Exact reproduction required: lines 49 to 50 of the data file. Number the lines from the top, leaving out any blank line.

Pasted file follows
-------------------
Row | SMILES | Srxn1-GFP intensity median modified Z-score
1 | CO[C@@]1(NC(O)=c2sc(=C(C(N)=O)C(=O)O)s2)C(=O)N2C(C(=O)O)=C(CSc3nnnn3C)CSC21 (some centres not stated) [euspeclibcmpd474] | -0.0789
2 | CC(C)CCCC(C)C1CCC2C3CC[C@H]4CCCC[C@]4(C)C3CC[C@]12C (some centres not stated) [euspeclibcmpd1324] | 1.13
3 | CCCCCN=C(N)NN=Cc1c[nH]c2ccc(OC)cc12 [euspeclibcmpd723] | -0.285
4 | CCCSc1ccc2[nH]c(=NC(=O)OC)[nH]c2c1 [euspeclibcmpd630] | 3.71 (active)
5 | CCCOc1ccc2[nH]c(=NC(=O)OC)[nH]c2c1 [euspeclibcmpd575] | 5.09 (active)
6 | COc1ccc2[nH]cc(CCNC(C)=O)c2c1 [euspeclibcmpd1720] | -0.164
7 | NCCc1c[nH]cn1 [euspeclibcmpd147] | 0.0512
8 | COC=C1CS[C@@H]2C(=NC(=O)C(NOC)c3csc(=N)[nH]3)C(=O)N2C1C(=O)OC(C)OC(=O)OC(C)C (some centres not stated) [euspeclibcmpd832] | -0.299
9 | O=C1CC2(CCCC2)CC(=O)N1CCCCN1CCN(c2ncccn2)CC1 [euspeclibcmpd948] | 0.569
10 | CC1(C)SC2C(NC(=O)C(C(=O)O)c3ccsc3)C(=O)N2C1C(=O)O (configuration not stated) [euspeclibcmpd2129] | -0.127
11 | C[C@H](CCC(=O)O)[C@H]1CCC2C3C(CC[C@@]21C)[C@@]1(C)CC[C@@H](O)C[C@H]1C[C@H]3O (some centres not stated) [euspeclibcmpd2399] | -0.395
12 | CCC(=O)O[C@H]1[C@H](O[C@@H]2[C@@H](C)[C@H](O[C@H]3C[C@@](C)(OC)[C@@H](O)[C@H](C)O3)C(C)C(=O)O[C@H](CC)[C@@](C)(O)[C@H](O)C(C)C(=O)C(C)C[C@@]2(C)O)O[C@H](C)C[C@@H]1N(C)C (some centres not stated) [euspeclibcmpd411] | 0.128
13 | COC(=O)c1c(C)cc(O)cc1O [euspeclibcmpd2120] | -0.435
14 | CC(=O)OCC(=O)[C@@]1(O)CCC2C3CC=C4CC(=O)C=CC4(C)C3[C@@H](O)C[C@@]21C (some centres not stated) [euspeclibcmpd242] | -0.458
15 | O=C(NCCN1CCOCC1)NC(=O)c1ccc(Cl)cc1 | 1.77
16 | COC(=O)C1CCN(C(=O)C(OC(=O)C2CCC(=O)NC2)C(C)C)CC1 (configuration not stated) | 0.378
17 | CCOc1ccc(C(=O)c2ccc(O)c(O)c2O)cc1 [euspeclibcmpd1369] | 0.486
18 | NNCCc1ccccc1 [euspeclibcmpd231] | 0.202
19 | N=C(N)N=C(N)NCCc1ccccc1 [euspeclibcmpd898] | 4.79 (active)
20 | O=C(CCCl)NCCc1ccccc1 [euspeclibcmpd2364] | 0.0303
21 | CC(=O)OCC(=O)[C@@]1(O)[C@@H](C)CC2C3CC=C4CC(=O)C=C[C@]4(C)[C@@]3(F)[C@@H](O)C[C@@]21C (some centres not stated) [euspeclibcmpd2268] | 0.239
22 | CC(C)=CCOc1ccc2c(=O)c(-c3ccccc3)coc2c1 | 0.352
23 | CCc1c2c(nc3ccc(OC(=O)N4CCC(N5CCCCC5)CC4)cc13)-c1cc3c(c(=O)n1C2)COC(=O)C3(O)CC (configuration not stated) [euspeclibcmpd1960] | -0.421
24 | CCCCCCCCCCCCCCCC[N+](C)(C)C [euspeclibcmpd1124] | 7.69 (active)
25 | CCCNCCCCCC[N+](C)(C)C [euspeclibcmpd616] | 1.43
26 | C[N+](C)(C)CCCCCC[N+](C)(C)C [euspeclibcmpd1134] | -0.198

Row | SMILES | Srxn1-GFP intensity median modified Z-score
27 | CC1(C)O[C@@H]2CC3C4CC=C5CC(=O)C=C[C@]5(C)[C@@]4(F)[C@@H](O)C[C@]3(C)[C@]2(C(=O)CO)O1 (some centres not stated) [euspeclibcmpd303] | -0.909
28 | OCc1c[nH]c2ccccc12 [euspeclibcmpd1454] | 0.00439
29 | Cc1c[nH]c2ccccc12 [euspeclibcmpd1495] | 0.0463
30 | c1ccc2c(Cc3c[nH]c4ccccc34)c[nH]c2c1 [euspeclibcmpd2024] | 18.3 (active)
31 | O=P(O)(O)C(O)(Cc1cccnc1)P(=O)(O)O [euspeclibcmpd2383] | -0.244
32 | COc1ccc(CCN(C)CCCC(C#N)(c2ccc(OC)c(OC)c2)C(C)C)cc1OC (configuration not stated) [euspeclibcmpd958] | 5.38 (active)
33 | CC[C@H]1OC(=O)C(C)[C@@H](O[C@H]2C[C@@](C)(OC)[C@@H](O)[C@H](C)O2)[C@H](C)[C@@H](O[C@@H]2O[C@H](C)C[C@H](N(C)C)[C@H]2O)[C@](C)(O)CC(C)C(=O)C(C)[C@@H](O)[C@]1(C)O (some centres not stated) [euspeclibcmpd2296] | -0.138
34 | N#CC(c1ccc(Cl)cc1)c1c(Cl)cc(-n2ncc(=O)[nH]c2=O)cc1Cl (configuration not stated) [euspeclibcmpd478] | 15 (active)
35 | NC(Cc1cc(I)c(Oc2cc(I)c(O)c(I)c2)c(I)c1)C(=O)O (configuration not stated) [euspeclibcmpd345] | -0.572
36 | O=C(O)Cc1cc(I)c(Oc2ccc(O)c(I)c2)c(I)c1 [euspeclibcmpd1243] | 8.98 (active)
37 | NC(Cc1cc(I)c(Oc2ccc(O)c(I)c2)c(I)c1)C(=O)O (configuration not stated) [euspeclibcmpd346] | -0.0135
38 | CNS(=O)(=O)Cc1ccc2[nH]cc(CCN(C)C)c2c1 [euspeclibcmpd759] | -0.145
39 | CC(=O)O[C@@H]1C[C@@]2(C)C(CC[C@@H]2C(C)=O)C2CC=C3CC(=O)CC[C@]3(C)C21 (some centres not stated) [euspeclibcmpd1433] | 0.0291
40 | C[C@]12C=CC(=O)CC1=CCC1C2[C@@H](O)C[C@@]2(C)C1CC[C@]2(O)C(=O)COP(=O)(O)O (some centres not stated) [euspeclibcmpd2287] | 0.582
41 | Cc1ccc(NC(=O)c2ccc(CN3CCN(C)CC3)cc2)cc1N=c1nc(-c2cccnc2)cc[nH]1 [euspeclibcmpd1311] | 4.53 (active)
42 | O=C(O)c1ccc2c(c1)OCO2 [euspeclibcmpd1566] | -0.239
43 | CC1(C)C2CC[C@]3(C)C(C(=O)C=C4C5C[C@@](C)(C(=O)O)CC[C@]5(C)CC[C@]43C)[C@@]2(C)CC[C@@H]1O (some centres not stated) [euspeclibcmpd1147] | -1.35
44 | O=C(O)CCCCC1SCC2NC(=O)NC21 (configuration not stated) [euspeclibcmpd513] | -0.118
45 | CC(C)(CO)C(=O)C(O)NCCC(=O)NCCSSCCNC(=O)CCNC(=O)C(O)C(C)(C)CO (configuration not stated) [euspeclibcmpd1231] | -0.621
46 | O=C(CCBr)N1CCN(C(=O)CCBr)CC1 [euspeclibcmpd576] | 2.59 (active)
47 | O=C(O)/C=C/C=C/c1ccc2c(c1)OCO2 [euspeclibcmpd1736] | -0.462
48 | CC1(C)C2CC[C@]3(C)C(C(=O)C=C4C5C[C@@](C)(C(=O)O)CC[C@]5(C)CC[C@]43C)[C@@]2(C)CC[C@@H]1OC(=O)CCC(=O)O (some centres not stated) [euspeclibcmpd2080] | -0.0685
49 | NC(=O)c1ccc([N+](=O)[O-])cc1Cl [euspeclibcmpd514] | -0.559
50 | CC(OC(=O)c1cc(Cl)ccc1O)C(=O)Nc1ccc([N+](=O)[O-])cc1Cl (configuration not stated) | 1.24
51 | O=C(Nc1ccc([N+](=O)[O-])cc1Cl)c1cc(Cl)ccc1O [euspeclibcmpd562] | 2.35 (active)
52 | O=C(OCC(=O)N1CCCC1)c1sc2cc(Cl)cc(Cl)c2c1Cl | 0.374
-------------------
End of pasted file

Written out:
47 | O=C(O)/C=C/C=C/c1ccc2c(c1)OCO2 [euspeclibcmpd1736] | -0.462
48 | CC1(C)C2CC[C@]3(C)C(C(=O)C=C4C5C[C@@](C)(C(=O)O)CC[C@]5(C)CC[C@]43C)[C@@]2(C)CC[C@@H]1OC(=O)CCC(=O)O (some centres not stated) [euspeclibcmpd2080] | -0.0685